'California Man' Who Attacked Paul Pelosi Was Illegally in the United States

Susan Jones | November 3, 2022 | 8:16am EDT
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The shattered glass door of Paul and Nancy Pelosi's home in San Francisco. (Photo: Screen capture)
The shattered glass door of Paul and Nancy Pelosi's home in San Francisco. (Photo: Screen capture)

(CNSNews.com) - The U.S. Justice Department on Monday released a federal criminal complaint and supporting affidavit against David DePape, the homeless man who attacked Paul Pelosi with a hammer after smashing his way into the Pelosi's San Francisco house.

But of all the facts detailed in the eight-page complaint/affidavit, this one was missing: DePape was in this country illegally.

Confirmation of that rumor appeared in Thursday's Washington Post, as follows:

"The man accused of attacking House Speaker Nancy Pelosi’s husband with a hammer is a Canadian citizen who was in the United States illegally and is facing possible deportation after his criminal cases are resolved, the Department of Homeland Security said late Wednesday.

“'U.S. Immigration and Customs Enforcement (ICE) lodged an immigration detainer on Canadian national David DePape with San Francisco County Jail, Nov. 1, following his Oct. 28 arrest,' DHS officials said in an email."

But the first words of the Oct. 31 DOJ news release announcing the federal charges say this: "A California man was charged today with assault and attempted kidnapping in violation of federal law in connection with the break-in at the residence of Nancy and Paul Pelosi in San Francisco on Friday."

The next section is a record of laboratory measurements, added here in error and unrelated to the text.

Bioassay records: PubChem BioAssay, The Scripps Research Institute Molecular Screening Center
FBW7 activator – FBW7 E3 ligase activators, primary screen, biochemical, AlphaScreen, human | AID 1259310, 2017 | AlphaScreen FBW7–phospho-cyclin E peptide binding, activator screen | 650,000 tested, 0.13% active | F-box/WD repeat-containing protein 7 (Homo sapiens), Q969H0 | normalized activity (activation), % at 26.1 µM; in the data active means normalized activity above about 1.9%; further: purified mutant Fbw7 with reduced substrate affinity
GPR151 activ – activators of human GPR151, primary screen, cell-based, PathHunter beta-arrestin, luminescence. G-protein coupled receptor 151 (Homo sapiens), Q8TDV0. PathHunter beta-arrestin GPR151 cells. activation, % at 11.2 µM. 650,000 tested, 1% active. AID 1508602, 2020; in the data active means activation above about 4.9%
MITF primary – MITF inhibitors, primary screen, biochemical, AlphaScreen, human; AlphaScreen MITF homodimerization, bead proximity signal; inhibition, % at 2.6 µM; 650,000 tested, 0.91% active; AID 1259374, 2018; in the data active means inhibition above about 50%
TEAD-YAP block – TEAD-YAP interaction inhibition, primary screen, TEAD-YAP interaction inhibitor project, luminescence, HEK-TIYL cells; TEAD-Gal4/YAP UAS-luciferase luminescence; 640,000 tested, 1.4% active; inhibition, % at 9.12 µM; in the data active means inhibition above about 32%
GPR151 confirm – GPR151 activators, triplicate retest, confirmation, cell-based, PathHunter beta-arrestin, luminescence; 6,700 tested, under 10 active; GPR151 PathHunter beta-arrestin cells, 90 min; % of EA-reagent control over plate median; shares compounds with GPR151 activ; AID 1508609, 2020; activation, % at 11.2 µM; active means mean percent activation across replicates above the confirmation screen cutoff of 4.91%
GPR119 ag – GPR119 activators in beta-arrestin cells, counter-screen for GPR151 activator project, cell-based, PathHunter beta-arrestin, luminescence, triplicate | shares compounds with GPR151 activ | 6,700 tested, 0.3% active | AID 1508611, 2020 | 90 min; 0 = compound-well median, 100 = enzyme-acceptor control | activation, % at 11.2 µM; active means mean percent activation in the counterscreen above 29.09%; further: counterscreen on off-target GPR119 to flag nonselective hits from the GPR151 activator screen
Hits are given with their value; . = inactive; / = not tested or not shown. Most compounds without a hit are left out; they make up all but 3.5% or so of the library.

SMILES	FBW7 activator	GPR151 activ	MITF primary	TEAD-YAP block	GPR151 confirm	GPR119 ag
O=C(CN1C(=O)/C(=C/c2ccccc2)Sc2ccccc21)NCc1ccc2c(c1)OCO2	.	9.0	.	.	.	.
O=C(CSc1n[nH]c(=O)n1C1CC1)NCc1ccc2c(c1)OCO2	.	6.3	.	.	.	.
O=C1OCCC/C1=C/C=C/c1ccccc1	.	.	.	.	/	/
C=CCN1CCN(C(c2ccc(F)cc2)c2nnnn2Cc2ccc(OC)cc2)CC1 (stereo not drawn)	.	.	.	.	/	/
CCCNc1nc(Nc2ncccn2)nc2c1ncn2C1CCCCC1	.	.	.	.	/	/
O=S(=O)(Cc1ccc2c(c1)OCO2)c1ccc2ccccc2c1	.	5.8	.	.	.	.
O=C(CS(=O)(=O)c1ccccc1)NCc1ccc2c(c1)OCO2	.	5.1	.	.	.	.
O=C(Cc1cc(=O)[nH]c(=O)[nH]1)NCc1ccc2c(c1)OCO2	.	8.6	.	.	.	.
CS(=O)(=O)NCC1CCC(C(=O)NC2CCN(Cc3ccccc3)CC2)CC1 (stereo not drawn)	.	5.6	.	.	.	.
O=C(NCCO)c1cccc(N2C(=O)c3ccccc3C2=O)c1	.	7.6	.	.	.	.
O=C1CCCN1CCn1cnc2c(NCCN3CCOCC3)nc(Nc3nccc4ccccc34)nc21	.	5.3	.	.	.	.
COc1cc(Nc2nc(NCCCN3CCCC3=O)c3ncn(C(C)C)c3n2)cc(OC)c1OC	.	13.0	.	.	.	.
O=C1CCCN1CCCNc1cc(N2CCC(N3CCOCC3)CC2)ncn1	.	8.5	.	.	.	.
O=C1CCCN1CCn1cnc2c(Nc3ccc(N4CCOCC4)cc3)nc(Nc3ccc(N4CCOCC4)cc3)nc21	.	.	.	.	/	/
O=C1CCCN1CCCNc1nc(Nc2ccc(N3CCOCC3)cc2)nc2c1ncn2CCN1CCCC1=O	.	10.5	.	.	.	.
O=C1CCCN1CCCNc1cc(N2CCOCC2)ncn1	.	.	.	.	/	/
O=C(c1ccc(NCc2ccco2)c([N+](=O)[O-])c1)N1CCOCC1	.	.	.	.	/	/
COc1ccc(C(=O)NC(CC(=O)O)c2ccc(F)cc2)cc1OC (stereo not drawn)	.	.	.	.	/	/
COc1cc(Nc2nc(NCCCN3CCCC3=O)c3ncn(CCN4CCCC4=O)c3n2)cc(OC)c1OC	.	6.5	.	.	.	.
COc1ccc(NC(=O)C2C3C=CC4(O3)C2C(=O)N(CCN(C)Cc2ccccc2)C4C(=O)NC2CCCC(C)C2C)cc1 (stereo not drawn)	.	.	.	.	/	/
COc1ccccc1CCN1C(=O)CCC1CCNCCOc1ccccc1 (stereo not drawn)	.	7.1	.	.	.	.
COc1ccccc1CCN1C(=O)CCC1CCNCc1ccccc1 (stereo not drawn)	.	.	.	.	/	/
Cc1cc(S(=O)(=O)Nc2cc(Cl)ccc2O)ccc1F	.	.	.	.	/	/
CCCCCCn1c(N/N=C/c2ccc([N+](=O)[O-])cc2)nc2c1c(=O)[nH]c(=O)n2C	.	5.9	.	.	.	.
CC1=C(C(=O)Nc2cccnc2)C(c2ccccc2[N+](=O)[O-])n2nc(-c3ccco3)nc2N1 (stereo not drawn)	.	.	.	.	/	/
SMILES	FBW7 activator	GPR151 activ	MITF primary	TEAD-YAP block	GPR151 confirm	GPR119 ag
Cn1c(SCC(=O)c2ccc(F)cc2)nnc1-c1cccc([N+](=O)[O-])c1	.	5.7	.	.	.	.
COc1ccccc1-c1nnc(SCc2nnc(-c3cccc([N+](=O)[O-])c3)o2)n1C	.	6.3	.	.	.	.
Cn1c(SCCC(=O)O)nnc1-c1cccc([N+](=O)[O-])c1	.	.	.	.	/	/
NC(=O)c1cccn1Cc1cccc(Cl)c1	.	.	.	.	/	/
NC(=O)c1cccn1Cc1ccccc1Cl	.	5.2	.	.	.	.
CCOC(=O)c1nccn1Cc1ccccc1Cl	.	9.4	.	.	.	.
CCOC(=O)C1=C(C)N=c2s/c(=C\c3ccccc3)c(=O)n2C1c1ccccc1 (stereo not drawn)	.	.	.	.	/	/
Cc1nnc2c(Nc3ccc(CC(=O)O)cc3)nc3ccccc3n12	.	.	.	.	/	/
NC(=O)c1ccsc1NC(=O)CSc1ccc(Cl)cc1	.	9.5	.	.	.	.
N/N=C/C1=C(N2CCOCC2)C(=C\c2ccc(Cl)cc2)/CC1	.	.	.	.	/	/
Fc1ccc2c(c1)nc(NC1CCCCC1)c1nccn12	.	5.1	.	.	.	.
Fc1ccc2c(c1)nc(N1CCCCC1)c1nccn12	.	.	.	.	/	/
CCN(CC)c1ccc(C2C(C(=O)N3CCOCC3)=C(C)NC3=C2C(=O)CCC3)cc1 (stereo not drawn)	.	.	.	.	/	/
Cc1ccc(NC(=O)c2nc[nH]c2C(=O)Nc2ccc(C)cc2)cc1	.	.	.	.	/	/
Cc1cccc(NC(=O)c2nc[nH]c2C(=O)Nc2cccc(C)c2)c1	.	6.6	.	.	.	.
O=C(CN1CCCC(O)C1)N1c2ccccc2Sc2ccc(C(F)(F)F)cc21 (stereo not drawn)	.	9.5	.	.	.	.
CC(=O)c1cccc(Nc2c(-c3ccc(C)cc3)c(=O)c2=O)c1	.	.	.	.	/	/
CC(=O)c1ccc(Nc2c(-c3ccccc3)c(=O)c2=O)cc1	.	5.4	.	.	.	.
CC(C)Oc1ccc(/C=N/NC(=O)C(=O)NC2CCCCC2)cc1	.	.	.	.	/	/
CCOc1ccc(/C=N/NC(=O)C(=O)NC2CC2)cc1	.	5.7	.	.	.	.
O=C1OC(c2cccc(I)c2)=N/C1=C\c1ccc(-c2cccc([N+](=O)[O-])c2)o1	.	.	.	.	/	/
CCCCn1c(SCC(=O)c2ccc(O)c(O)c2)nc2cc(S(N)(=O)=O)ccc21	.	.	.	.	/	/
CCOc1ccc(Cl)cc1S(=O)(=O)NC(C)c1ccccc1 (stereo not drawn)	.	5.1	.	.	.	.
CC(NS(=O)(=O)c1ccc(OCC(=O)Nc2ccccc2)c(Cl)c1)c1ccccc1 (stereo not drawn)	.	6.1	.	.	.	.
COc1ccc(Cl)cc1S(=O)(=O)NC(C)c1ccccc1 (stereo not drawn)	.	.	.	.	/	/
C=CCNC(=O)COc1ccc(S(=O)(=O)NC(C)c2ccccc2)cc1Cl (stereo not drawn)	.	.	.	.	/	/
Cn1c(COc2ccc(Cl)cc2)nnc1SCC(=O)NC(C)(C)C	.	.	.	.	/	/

San Francisco is a sanctuary city.

The Washington Post also reported on Thursday:

"Relatives have told the media that DePape grew up in British Columbia, Canada’s westernmost province, but his trajectory to Northern California has remained a mystery. Federal records show that DePape entered the United States legally on March 8, 2008, via Mexico. He crossed at the San Ysidro port of entry, an official border crossing that links San Diego County with Tijuana.

"Canadians traveling for business or pleasure generally do not require visas, officials said, and he was admitted as a “temporary visitor,” traveling for pleasure, DHS said.

"Canadians admitted for pleasure are generally permitted to stay for up to six months. DHS did not say precisely when DePape’s permission to stay in the United States expired."

DePape faces federal charges for "assault on the immediate family member of a federal official" and "attempted kidnapping of a federal official." He also faces a number of state charges, including assault, attempted murder and attempted kidnapping.

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